A decade ago, in Reno v. Baird, the California Supreme Court held that individual employees could not be held personally liable for discrimination under the California Fair Employment and Housing Act.  Until this past week, however, the law regarding whether individual employees could be held liable for retaliation was unsettled.  In Jones v. The Lodge at Torrey Pines Partnership, the Supreme Court of California clarified that, as in discrimination cases, only employers and not individual employees can be held liable for retaliation.

Torrey Pines, Scott Jones sued his employer, The Lodge at Torrey Pines Partnership and his supervisor for retaliation.  A jury awarded Jones damages of over a million dollars against his employer and $155,000 against his supervisor.  The Court of Appeals upheld the verdict and specifically held that the supervisor could be held individually liable for retaliation.  The Supreme Court disagreed.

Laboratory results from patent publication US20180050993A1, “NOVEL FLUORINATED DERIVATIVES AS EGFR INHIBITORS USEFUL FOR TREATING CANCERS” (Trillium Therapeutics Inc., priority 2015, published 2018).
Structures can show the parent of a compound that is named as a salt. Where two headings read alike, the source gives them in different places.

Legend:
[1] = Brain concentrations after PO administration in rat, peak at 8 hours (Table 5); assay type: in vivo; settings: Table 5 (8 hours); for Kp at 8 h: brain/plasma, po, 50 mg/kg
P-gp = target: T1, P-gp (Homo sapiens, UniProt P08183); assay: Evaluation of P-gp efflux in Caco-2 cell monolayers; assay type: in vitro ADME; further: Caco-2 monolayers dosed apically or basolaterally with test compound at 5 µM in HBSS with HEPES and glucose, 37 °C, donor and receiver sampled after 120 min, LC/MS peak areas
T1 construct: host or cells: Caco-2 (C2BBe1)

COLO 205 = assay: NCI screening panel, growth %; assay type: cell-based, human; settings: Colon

The Supreme Court reviewed the legislative history of the Fair Employment and Housing Act and its amendments and found no convincing evidence supporting the Plaintiff’s contention that individual employees could be held personally liable.  Moreover, the Court cited several public policy considerations supporting its decision.  Specifically, the Court stated that individuals should not face potential liability for performing their job duties of hiring, firing, and disciplining.  The Court believed that individual liability would have a chilling effect on effective management because supervisors would be deterred from making tough decisions due to the possibility of being sued.  The Court also noted that corporate decisions are often collective and individuals should not be subjected to personal liability for a decision in which they only played a small role.  Finally, the court opinioned that it would be bad policy to subject supervisors to the threat of a lawsuit every time they make a personnel decision.

This decision is significant to all supervisors and employees who make employment decisions as they no longer face the threat of a potential liability for their personnel decisions.